Are you looking for a photo viewer for your Mac? While every Mac comes with a native photo viewer called Preview, it has some limitations.
There are plenty of alternative photo viewers that have additional features. If you’re a professional or amateur photographer using your Mac to sort and edit photos you took with your camera, having an additional app can be useful.
There are apps made specifically for photographers to help them organize their workflow, edit photos, view photo details, and more.
Many of these apps, for example, quickly organize and sort pictures automatically, based on the person in the picture, the place they were taken, or the date they were taken.
Other apps allow you to tag pictures and then filter for images tagged with a specific keyword when sorting through them.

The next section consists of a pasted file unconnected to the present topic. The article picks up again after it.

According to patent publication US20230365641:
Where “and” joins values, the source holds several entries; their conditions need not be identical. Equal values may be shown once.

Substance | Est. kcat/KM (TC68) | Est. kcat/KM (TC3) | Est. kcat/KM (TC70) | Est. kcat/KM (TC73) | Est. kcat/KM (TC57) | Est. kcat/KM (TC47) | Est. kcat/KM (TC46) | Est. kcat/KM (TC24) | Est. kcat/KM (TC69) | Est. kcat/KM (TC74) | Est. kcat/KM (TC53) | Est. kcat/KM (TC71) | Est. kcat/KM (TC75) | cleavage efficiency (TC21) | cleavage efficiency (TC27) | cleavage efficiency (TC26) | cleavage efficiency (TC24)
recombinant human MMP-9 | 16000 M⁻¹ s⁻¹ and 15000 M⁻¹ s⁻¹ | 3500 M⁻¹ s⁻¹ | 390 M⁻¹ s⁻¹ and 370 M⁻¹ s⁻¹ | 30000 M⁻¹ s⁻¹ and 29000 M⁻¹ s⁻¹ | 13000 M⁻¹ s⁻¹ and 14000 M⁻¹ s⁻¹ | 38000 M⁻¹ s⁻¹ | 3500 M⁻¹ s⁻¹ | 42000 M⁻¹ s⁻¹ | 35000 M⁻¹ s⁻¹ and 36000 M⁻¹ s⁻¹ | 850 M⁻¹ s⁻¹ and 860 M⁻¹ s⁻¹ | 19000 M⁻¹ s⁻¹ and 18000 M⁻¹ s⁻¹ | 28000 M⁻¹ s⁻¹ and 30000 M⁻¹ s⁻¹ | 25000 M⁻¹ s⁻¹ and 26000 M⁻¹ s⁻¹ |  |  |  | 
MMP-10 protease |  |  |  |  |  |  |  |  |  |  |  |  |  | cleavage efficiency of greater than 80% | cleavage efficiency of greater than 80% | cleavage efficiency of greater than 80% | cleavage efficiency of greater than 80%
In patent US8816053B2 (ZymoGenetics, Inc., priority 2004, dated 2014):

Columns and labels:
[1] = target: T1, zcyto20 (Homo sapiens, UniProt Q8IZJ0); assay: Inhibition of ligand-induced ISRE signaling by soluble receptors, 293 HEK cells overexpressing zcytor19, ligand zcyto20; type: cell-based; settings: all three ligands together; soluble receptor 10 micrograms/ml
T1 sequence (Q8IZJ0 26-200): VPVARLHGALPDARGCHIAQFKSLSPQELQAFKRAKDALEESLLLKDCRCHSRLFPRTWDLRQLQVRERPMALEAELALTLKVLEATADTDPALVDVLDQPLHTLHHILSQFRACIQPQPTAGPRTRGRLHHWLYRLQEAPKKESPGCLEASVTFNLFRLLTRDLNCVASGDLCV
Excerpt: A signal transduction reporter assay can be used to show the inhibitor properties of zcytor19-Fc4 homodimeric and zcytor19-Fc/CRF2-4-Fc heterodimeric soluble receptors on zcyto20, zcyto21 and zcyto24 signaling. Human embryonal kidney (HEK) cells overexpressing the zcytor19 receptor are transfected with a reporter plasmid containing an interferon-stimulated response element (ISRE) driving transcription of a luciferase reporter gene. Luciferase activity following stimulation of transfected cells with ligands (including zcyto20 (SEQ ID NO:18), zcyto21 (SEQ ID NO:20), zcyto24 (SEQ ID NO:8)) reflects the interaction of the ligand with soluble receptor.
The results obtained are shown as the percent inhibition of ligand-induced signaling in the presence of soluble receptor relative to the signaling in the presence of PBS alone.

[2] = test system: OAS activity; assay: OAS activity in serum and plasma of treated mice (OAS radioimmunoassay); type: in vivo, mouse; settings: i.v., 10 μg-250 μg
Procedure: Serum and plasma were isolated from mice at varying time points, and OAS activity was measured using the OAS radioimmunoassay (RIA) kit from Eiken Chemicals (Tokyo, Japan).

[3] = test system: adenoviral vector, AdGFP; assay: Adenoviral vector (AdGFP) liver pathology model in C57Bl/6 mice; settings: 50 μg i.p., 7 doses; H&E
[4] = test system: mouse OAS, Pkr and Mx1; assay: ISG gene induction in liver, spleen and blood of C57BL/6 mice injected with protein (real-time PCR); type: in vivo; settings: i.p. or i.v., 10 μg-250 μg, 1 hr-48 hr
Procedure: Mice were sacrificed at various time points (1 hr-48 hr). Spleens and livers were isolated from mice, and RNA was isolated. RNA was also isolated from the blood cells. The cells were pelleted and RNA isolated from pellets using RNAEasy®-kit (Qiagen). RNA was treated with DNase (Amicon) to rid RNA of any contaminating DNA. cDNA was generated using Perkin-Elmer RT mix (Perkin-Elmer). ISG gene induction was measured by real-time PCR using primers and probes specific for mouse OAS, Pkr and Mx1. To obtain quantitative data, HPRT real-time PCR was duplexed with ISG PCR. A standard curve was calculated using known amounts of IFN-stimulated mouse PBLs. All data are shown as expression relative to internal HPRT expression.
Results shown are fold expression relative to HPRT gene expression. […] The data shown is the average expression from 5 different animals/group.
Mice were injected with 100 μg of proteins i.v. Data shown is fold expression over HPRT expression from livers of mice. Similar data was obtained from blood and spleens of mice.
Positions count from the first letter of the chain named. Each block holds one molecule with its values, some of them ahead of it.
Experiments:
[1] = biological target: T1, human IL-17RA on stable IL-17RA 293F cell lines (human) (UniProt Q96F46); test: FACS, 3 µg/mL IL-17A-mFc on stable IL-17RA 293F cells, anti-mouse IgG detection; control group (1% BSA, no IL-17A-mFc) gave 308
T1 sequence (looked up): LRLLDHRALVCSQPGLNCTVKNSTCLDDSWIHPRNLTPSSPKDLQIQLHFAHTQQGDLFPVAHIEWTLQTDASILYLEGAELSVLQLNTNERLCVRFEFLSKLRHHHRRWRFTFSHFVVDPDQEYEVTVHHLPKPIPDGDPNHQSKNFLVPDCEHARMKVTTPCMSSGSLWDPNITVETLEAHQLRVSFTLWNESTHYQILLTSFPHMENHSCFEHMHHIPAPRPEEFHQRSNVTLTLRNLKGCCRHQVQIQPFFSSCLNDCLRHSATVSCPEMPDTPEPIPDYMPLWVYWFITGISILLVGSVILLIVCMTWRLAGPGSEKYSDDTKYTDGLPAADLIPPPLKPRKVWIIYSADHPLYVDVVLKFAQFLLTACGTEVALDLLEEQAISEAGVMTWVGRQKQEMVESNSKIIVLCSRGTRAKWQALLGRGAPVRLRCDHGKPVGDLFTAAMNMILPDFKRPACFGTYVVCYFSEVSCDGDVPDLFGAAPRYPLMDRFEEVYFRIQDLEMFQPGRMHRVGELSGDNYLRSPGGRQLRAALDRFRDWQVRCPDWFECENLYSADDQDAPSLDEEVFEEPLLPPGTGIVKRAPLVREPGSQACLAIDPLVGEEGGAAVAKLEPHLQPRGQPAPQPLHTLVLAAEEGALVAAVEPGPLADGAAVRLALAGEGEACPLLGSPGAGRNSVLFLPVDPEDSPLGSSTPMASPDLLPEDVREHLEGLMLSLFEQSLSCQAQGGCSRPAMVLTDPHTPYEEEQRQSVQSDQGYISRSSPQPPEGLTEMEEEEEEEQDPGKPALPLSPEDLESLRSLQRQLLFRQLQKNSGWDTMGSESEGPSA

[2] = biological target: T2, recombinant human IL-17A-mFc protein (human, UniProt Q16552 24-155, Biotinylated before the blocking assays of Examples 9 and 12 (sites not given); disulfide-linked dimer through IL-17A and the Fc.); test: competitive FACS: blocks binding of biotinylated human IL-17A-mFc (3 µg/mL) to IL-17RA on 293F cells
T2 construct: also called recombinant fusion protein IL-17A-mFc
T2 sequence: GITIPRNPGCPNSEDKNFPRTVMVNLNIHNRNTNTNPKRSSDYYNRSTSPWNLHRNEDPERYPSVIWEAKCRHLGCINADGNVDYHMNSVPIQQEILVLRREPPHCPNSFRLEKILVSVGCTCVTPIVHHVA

Also, while Preview is a decent app, there are some file formats that it doesn’t support. Sometimes, you might get an “Unsupported Format” error when trying to view an image if you have an uncommon format.
Many of the alternatives support a wider range of file formats for viewing.
Today, I will be going through the 16 best photo viewers for Mac.
1. XnView MP
XnView MP is a fantastic but simple photo editor and viewer that supports a wide range of file types, including particular ones like DNG, HEIC, and OpenEXR. In fact, it reads over 500 image formats, and it allows you to export images in 70 different file formats.
Since it’s free, I’m including it first.
It gives you a lot of flexibility in how you view your photos.
You can view thumbnails, for example, for quick selection, or you can compare two pictures to decide which one to display in your gallery or portfolio.
XnView also allows you to view EXIF, IPTC, and XMP metadata.
One reason to choose XnView is that in addition to being a photo viewer, it provides powerful photo editing features built into the app. You can crop pictures without losing any photo quality, resize pictures, rotate them, and more.